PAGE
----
In 1874, several weather information devices were installed on Mont Blanc to collect data and transmit it via a radio link. Even earlier, in 1830, telegraphs were used to communicate with one another. Arguably, it was the first step towards the beginning of the Internet of Things. Then, in 1999 the concept of IoT was coined by Kevin Ashton, a pioneer in the work of radio frequency identification.

The IoT is the implementation of the internet in any object. Its aim is to interconnect a physical object with other devices or systems through the internet. This technology facilitates not only our daily lives, but also in the industrial area.

How does the Internet of Things work?

The process it uses is known as M2M (machine to machine), making two devices communicate, directly or indirectly, without human intervention, through sensors and chips that both instruments have incorporated. For example, a mobile phone is directly connected to the internet; however, the same does not happen with an activity bracelet or smartband, which are connected to a mobile phone and this in turn is indirectly connected to the internet.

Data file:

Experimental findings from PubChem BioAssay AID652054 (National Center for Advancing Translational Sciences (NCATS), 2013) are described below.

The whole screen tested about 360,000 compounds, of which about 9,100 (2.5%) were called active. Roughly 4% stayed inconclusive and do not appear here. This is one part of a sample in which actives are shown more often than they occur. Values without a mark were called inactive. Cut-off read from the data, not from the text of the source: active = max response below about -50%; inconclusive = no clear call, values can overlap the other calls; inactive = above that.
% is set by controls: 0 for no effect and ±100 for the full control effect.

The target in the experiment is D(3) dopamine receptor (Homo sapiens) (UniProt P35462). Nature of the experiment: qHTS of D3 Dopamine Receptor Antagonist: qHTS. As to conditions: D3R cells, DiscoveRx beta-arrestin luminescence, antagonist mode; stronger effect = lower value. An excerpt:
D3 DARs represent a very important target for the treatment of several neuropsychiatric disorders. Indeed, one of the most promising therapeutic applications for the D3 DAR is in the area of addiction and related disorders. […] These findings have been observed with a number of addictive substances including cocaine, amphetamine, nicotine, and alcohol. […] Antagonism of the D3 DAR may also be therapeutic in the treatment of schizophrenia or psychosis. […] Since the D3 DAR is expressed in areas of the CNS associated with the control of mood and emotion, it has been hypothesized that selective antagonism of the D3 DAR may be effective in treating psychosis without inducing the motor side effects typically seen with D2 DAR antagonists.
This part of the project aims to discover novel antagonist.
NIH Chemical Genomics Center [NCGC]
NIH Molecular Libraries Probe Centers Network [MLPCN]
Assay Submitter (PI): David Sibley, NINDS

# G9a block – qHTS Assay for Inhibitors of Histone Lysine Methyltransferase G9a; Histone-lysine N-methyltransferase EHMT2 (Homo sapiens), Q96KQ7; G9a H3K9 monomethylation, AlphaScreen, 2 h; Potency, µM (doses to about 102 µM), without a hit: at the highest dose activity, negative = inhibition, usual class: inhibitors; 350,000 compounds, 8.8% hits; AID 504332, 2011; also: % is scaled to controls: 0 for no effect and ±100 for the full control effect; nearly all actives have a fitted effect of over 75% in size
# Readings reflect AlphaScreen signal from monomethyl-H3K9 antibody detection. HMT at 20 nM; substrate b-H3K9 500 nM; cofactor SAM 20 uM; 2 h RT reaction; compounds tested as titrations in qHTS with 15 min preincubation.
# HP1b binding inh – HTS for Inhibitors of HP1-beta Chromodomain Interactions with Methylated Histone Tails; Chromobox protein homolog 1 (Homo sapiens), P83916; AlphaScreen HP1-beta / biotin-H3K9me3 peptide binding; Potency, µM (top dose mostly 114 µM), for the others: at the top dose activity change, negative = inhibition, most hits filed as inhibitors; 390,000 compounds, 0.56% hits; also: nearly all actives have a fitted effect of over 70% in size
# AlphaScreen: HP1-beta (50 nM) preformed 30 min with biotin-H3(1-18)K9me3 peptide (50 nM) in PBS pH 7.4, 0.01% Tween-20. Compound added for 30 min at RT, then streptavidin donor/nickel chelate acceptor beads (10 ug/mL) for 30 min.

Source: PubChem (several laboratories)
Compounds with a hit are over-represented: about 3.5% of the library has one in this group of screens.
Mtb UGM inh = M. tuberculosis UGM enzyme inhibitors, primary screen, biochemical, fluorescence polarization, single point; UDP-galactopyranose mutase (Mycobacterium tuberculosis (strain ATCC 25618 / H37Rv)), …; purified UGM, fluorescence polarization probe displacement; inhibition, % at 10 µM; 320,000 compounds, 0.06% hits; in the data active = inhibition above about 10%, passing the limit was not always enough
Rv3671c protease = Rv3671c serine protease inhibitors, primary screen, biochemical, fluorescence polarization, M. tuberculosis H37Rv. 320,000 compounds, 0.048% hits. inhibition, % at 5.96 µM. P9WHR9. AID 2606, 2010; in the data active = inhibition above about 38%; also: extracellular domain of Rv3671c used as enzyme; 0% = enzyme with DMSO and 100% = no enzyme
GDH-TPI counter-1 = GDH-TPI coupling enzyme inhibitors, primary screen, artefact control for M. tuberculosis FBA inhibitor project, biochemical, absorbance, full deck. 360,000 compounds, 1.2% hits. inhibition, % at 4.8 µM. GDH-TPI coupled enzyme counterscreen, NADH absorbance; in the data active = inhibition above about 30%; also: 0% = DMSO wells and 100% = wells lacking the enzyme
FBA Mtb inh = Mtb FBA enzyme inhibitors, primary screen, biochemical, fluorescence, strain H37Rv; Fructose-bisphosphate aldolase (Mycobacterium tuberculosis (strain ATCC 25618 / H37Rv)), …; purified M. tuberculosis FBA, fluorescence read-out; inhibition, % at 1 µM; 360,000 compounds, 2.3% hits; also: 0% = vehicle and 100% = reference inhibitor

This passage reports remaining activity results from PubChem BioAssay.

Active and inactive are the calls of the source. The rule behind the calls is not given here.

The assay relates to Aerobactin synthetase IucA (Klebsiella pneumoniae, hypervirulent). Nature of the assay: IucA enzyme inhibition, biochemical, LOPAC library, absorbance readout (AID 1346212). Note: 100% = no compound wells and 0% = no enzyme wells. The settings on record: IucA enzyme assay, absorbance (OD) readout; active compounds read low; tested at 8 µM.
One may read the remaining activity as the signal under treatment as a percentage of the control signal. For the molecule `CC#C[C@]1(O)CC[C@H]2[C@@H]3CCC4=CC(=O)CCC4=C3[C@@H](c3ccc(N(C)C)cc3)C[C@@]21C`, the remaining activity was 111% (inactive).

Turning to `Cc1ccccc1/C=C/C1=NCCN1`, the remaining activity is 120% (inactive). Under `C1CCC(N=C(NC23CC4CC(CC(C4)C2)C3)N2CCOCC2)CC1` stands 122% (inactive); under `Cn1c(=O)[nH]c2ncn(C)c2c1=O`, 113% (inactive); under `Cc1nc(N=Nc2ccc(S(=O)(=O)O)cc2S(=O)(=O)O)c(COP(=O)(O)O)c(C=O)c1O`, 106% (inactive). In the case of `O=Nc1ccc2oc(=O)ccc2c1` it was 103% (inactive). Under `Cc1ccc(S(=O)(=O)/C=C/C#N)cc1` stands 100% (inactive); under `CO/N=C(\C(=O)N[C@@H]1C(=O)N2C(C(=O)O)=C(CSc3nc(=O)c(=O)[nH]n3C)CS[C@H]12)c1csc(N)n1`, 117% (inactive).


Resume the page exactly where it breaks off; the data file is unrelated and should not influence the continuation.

More than 60% of the world's population is connected to the internet, ushering in an era of interconnectedness with around 31 billion devices. These devices capture usage and performance information through sensors, facilitating monitoring and operation, leading to the optimisation of processes by automating them, saving time and costs. 

This technology can be implemented in any object imaginable. It has been developing since its beginnings in 1999 and will continue to do so to make life easier for human beings. Given the situation the world is going through due to the pandemic, its use will intensify further, but at the same time, it will allow us to enjoy more effective solutions.

IoT is booming, and so, specialists in this field are needed. In this regard, at the BISITE research group of the University of Salamanca, you can earn a Master in the Internet of Things. This will allow you to develop in a sector that demands more and more specialists. 

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